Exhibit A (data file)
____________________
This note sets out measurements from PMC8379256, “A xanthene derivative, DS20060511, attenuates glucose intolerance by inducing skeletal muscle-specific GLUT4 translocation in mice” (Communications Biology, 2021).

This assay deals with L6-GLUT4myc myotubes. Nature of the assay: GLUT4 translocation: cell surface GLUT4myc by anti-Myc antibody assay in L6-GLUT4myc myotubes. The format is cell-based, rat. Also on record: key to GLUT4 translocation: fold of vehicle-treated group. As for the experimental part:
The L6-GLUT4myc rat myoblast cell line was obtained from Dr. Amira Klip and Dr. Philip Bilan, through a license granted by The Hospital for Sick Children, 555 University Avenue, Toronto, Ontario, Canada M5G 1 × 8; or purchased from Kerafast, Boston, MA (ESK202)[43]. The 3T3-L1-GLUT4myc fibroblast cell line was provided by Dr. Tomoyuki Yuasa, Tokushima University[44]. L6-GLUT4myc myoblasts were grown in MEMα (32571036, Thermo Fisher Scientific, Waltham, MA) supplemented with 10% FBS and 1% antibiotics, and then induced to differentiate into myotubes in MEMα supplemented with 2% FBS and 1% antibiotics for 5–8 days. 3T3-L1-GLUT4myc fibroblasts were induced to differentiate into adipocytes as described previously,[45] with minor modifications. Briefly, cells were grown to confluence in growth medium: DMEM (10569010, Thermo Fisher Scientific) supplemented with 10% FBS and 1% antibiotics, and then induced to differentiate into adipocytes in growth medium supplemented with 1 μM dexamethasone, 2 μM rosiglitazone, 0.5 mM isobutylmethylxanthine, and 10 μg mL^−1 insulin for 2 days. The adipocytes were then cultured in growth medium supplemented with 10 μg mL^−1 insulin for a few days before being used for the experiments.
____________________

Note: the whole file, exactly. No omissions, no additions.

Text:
This note sets out measurements from PMC8379256, “A xanthene derivative, DS20060511, attenuates glucose intolerance by inducing skeletal muscle-specific GLUT4 translocation in mice” (Communications Biology, 2021).

This assay deals with L6-GLUT4myc myotubes. Nature of the assay: GLUT4 translocation: cell surface GLUT4myc by anti-Myc antibody assay in L6-GLUT4myc myotubes. The format is cell-based, rat. Also on record: key to GLUT4 translocation: fold of vehicle-treated group. As for the experimental part:
The L6-GLUT4myc rat myoblast cell line was obtained from Dr. Amira Klip and Dr. Philip Bilan, through a license granted by The Hospital for Sick Children, 555 University Avenue, Toronto, Ontario, Canada M5G 1 × 8; or purchased from Kerafast, Boston, MA (ESK202)[43]. The 3T3-L1-GLUT4myc fibroblast cell line was provided by Dr. Tomoyuki Yuasa, Tokushima University[44]. L6-GLUT4myc myoblasts were grown in MEMα (32571036, Thermo Fisher Scientific, Waltham, MA) supplemented with 10% FBS and 1% antibiotics, and then induced to differentiate into myotubes in MEMα supplemented with 2% FBS and 1% antibiotics for 5–8 days. 3T3-L1-GLUT4myc fibroblasts were induced to differentiate into adipocytes as described previously,[45] with minor modifications. Briefly, cells were grown to confluence in growth medium: DMEM (10569010, Thermo Fisher Scientific) supplemented with 10% FBS and 1% antibiotics, and then induced to differentiate into adipocytes in growth medium supplemented with 1 μM dexamethasone, 2 μM rosiglitazone, 0.5 mM isobutylmethylxanthine, and 10 μg mL^−1 insulin for 2 days. The adipocytes were then cultured in growth medium supplemented with 10 μg mL^−1 insulin for a few days before being used for the experiments.